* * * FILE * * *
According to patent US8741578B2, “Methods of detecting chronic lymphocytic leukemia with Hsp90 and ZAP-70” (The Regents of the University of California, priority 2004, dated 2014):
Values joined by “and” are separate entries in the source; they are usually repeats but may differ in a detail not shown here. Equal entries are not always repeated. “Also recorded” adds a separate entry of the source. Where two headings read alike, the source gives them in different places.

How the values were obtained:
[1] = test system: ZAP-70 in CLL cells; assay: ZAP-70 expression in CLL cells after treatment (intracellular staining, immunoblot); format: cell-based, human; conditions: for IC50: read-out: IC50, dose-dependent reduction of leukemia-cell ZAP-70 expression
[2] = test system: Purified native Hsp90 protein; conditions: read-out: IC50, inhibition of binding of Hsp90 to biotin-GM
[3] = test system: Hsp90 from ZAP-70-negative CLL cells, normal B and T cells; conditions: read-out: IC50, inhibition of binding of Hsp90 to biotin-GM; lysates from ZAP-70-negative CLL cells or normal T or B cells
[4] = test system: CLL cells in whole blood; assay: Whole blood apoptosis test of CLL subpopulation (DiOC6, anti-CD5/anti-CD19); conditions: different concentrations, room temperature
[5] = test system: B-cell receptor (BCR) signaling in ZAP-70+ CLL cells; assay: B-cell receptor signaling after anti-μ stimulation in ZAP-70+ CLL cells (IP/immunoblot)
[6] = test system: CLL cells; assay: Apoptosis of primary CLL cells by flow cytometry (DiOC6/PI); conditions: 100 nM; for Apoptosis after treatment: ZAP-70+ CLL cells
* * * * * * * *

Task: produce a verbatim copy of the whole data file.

According to patent US8741578B2, “Methods of detecting chronic lymphocytic leukemia with Hsp90 and ZAP-70” (The Regents of the University of California, priority 2004, dated 2014):
Values joined by “and” are separate entries in the source; they are usually repeats but may differ in a detail not shown here. Equal entries are not always repeated. “Also recorded” adds a separate entry of the source. Where two headings read alike, the source gives them in different places.

How the values were obtained:
[1] = test system: ZAP-70 in CLL cells; assay: ZAP-70 expression in CLL cells after treatment (intracellular staining, immunoblot); format: cell-based, human; conditions: for IC50: read-out: IC50, dose-dependent reduction of leukemia-cell ZAP-70 expression
[2] = test system: Purified native Hsp90 protein; conditions: read-out: IC50, inhibition of binding of Hsp90 to biotin-GM
[3] = test system: Hsp90 from ZAP-70-negative CLL cells, normal B and T cells; conditions: read-out: IC50, inhibition of binding of Hsp90 to biotin-GM; lysates from ZAP-70-negative CLL cells or normal T or B cells
[4] = test system: CLL cells in whole blood; assay: Whole blood apoptosis test of CLL subpopulation (DiOC6, anti-CD5/anti-CD19); conditions: different concentrations, room temperature
[5] = test system: B-cell receptor (BCR) signaling in ZAP-70+ CLL cells; assay: B-cell receptor signaling after anti-μ stimulation in ZAP-70+ CLL cells (IP/immunoblot)
[6] = test system: CLL cells; assay: Apoptosis of primary CLL cells by flow cytometry (DiOC6/PI); conditions: 100 nM; for Apoptosis after treatment: ZAP-70+ CLL cells